Book reviews: New from Robert Hillman, Nicole Dennis-Benn and Barney Norris

The Bookshop Of The Broken-Hearted by Robert Hillman
The Bookshop Of The Broken-Hearted by Robert Hillman

The Bookshop Of The Broken-Hearted by Robert Hillman is published in paperback by Faber & Faber, priced £8.99 (ebook £1.99)

"A SINGLE death is a tragedy, a million deaths is a statistic." This observation, attributed to Joseph Stalin, encapsulates the problem for any mainstream, bourgeois, Western artist working after, say, about 1915. The Bookshop Of The Broken Hearted is, when stripped to its essentials, about the Holocaust. Robert Hillman is too good a writer to commit, in the context, the massively offensive crime of sentimentality. Skilfully, he unfolds Hannah's story in small flashbacks and close focus, one unbearable detail at a time but never too much at once. Hannah, a Hungarian Jew, believes that opening a small bookshop in a remote Australian town is a triumph over the Nazis. Is she right? Can literature redeem? Hillman exhibits breathtaking confidence in this novel, and he clearly believes that, on an individual level, it just might.


Elizabeth EM Ryan

Patsy by Nicole Dennis-Benn is published in hardback by Oneworld, priced £14.99 (ebook £5.63)

NICOLE Dennis-Benn won a Lambda award for Lesbian fiction in 2017 for her debut Here Comes The Sun. This follow up gives voice to the usually voiceless. Patsy, a young Jamaican woman, is fed up with the constrictions of her religious mother and the responsibility of her young child. She pins her hopes and dreams on going to visit her old friend and sometime lover Cicely in the States, to live another kind of life. She abandons her daughter Tru to her absent father and leaves, but in New York she discovers the reality of life as an undocumented migrant, doing the worst jobs and having to deal with the exploitation that ensues. The stories of both Patsy and Tru and their hardships and loneliness are woven through with dialect, playing out the painful and uncomfortable truths of their lives. Sacrifice, abuse, self-realisation and desire are the emotional touchpoints of this struggle to carve out a life. Not an easy read, but an illuminating one about life's most painful and difficult choices.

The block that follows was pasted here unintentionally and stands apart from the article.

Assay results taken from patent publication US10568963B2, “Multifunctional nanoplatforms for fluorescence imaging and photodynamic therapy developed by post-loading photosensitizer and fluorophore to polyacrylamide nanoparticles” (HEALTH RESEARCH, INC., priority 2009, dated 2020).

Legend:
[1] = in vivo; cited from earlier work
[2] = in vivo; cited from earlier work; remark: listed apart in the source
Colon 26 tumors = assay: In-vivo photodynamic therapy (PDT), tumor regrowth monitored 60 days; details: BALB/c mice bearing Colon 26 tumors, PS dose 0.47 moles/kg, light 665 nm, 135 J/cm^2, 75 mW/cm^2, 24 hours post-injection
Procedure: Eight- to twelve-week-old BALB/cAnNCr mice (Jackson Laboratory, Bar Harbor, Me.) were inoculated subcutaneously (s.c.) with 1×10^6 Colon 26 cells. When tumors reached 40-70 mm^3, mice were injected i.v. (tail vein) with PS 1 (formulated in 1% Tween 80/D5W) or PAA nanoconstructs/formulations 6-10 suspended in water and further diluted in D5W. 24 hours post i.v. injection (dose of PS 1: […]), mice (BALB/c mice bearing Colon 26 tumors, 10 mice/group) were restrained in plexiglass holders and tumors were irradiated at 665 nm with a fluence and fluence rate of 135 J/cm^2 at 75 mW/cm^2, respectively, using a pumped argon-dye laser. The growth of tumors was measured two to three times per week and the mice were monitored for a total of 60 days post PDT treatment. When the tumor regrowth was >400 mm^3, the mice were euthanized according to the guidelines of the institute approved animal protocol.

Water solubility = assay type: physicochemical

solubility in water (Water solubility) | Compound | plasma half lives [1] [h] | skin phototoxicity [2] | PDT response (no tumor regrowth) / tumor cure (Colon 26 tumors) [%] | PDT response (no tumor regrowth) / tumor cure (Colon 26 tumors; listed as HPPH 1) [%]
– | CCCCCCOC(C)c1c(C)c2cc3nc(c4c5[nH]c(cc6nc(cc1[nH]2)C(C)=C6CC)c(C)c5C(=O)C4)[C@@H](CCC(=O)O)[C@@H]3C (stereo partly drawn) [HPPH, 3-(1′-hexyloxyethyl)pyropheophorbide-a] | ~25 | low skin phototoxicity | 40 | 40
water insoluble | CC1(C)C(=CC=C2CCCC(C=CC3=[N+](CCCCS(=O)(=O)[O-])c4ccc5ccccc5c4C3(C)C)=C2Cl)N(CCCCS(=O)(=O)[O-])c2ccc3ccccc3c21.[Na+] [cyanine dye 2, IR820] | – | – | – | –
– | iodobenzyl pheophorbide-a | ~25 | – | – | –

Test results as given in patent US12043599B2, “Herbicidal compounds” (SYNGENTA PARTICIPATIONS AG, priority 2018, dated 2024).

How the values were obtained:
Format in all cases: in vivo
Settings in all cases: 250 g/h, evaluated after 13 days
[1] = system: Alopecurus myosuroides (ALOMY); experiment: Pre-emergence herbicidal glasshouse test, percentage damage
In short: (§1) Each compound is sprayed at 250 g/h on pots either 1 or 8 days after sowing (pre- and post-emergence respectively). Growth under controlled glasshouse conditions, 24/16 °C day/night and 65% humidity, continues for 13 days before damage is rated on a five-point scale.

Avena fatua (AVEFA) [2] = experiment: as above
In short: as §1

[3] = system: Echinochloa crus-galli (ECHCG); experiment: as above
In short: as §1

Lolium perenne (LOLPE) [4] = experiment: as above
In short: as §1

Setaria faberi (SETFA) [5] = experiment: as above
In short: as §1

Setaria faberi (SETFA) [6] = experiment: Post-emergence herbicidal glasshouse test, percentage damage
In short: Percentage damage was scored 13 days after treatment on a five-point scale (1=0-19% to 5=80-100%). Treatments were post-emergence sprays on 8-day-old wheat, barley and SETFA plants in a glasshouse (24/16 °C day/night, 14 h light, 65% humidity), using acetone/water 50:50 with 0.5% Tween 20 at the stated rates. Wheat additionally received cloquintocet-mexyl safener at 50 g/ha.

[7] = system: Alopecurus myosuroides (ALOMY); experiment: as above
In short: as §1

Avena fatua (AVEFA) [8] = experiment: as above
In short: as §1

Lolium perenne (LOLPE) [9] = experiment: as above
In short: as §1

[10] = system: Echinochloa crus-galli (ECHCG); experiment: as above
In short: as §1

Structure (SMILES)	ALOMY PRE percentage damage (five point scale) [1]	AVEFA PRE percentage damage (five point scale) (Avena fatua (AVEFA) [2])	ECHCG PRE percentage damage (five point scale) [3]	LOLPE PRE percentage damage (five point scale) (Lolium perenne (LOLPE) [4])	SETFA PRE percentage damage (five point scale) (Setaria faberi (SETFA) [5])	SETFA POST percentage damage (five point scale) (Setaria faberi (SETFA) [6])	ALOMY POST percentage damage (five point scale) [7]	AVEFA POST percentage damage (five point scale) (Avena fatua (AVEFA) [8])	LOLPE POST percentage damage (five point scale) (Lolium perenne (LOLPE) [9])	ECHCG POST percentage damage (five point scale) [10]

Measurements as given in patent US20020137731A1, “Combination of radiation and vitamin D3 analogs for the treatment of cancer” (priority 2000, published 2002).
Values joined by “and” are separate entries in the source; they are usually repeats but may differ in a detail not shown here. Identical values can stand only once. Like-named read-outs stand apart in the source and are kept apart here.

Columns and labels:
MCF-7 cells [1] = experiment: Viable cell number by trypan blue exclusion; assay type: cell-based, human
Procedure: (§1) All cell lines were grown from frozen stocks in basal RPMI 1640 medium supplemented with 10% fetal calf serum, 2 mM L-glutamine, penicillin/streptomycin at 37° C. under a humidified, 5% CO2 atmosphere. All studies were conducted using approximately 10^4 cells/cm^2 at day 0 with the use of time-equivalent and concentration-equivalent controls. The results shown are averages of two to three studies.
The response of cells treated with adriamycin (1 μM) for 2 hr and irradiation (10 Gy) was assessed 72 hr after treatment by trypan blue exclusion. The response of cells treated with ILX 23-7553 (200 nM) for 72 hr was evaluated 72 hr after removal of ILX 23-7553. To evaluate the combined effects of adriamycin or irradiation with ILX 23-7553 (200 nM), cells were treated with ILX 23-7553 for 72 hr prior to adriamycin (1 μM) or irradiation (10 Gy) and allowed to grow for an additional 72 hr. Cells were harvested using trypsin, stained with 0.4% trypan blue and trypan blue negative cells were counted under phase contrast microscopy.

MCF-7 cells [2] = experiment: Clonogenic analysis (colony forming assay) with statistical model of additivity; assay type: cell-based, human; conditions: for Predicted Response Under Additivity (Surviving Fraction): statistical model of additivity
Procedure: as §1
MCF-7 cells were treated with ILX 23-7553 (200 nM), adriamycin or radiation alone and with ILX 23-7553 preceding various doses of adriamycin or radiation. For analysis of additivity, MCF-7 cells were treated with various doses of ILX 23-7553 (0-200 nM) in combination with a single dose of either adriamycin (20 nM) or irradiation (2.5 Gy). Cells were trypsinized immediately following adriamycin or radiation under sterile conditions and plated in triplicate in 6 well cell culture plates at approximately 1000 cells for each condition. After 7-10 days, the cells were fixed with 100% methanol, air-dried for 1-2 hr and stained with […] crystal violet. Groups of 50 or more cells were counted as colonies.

Bridie Pritchard

The Vanishing Hours by Barney Norris is published in hardback by Doubleday, priced £14.99 (ebook £7.99)

THIS may turn out to be a book which is pored over line by line by people pondering its deeper meanings at seminars and book clubs. But playwright Barney Norris's third novel is certainly not a page turner, starting with around 50 pages of fairly dull prose. The slow burning, melancholic opening fails to grab this reader, with only a hint of intrigue about what happened to the narrator's father. It finally livens up in part two when a man she bumps into in a pub starts telling his story. It's great for about 25 pages before the tedium returns as this tale becomes more and more unbelievable. Thankfully, part three is a vast improvement with some genuine human interest. It's a shame that an idea which would have made a cracking short story, or perhaps even an atmospheric play, has been turned into a plodding novel of nearly 200 pages.


Beverley Rouse